Constitutional Court Hears an Application to Challenge the 2014 Restitution of Land Rights Amendment Act

Yesterday morning the Constitutional Court heard an application challenging the constitutionality of the Restitution of Land Rights Amendment Act 15 of 2014 (Amendment Act) which amended the Restitution of Land Rights Act 22 of 1994 (Restitution Act). The applicants are the Land Access Movement of South Africa (LAMOSA), Association for Rural Advancement (AFRA) and Nkuzi Development Association, which are LARC’s partner organizations with interests in land rights and agrarian reform. These organizations with three communal property associations (CPAs) challenge the constitutionality of the act on two grounds.

Firstly applicants argue that the National Council of Provinces (NCOP) and Provincial Legislatures violated sections 72(1)(a) and 118(1)(a) of the Constitution by failing to conduct adequate public participation processes in the passing of the Amendment Act.  Secondly the applicants contend that section 6(1)(g) of the amended Restitution Act, which requires the Commission on Restitution of Land Rights to “ensure that priority is given” to existing restitution claims, is incurably vague. It is in respect of this second argument that the applicants seek direct access.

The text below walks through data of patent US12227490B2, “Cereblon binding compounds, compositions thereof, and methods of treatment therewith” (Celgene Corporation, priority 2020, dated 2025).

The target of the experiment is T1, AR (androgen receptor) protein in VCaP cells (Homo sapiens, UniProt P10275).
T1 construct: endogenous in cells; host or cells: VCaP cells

The respondents in the case are the National Assembly, National Council of Provinces, eight Provincial Legislatures, Speaker of the Western Cape Provincial Legislature, the President, the Chief Land Claims Commissioner, and the Minister of Rural Development and Land Reform. There are also several respondent community groups, namely the Matabane Community, the Maphari Community, the Mlungisi and Ezibeleni Disadvantaged Groups and the Lady Selborne Concerned Group. The groups have interests in submitting new land claims under the Amendment Act.

Please click on the links below for more information on the case


The Court adjourned in the afternoon of 16 February 2016 and judgment was reserved.

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